Sneakers are many things to many people — from professional athletes who need the latest tech to the sneakerhead who stacks boxes high just to have a few pairs on ice. But one defining aspect is that they represent comfort in a field full of uncomfortable footwear.
But finding a sneaker that stays secure without being overly tight, offers all-day support that won’t fade, and doesn’t feel like a sweatbox is not an easy task. Not to mention, our feet contain about one-quarter of all the bones in the human body, and arch height, foot width, and pressure points vary wildly. Point being: not every sneaker will be comfortable for every person.
With that in mind, however, we’ve compiled a list of some of the most comfortable shoes on the market that you should consider picking up right now. From New Balance and adidas to the most comfortable Nike shoes on the market. Scroll on for a selection your feet will thank you for.
New Balance 990v5
New Balance, in general, is at the crest of the dad sneaker trend, but its reputation for comfort is not a passing fad. The 990’s firm rubber midsole is supportive and props your heels up. A soft encapsulated EVA insert provides cushioning and the mesh panels on the upper keep things breathable. They might look like they were made for chubby white guys, but that’s worth the sacrifice.
Nike Air Force 1
The Nike Air Force 1 is one of the most recognizable sneakers in the game and, thankfully, one of the most comfortable Nike shoes as well. The comfort fresh out of the box is questionable, but after a couple of wears, it’s undeniable. The substantial sole doesn’t degrade and contains a hidden Air pocket for all-day comfort. While they’re a bit on the heavier side, they aren’t so clunky they become obstructive. For close to $100, you can’t ask for much more.
Nike Epic Phantom React Flyknit “Air Cody Hudson”
Nike’s response — or reaction? — to the success of adidas’ Boost, the Epic React Flyknit comes from the brand’s extensive running legacy. The new React foam is firm, but responsive, and the Flyknit upper is sock-like without being too flimsy. And while the original Epic React Flyknit was already one of the most comfortable sneakers in the game, Nike stepped it up a gear with the Epic Phantom React. The Phantom React gets rid of the laces for a slip-on, sock-like upper that is impossibly even more comfortable than the OG version. This is a pair that feels just as good whether you’re setting records on the track or running errands on a weekend.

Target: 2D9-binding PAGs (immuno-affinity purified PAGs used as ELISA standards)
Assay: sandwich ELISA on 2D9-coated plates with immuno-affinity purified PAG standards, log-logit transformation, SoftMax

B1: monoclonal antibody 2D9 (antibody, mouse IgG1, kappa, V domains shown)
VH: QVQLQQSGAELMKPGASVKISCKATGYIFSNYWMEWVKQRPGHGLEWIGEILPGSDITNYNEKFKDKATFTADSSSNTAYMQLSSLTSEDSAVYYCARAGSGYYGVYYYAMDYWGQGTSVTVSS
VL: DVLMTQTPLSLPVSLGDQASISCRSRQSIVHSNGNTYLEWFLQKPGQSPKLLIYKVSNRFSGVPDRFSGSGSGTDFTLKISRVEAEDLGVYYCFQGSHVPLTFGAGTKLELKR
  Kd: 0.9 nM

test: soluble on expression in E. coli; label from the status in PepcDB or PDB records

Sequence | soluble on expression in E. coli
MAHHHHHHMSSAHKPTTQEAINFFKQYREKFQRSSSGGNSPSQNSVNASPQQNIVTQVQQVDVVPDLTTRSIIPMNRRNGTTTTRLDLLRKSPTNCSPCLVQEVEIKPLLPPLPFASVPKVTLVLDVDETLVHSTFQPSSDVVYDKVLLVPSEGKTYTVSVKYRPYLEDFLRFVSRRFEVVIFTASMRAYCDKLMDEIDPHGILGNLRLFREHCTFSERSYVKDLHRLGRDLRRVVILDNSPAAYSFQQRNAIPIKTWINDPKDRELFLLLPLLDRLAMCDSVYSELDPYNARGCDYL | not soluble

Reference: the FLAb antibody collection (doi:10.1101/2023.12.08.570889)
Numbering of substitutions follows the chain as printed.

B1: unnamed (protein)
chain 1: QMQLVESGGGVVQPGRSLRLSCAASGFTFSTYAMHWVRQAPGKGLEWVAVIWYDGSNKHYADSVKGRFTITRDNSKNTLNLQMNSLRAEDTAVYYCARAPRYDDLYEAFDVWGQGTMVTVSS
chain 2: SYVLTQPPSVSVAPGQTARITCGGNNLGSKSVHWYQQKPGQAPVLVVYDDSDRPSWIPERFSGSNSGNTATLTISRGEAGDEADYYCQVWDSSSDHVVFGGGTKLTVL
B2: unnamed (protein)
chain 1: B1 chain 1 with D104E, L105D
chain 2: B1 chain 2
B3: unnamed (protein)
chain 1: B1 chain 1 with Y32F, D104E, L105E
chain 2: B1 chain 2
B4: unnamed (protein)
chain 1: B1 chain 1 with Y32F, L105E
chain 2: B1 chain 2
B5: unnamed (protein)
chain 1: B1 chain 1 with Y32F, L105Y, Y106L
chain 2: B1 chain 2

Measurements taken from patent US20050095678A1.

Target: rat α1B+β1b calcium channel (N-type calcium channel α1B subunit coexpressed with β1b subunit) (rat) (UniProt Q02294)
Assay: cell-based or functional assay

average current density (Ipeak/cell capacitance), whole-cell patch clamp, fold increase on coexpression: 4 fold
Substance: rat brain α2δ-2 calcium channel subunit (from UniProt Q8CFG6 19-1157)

Nike Zoom Fly 3
Nike’s Vaporfly series was engineered to break the two-hour marathon mark and the Zoom Fly 3 is one of the best bang-for-buck purchases from the series. Available at just $120 (a steal considering the recent record-breaking ZoomX Vaporfly NEXT% retailers for $275), the Zoom Fly 3 is much more performance-focused than some of the other sneakers on this list but, thanks to a sleek design and eye-catching colorway, can easily be worn casually. Zoom Fly leans more toward lifestyle. It still has the signature pointed heel and built-in carbon fiber-nylon plate to spring you forward, but the crazy lightweight VaporWeave upper and hefty React sole make for a casual shoe that looks fast.
Nike Air Max 270 React
The Nike Air Max 270 React was released not too long ago, making it one of the freshest kicks on our list. As well as being ultra-eye-catching due to its colorful presence, it is also ultra-comfortable. The React tooling takes the comfort of this shoe to a new level. Energy-returning React foam is combined with an Air unit for optimal wearability.
adidas Ultraboost 19
The adidas Ultraboost was already one of the most comfortable sneakers on the market when it first dropped in 2014. This year, adidas has given one of its most popular contemporary sneakers an update that has made it even more comfortable than before. The Ultraboost 19 features a Primeknit 360 upper, offering a superior fit that expands and moves with you as you run or walk, as well as 20 percent more Boost in the heel area of the midsole. It’s hard to believe, but you wouldn’t be making a mistake swapping your OG Ultraboosts for a pair of 2019s.
Nike Shox TL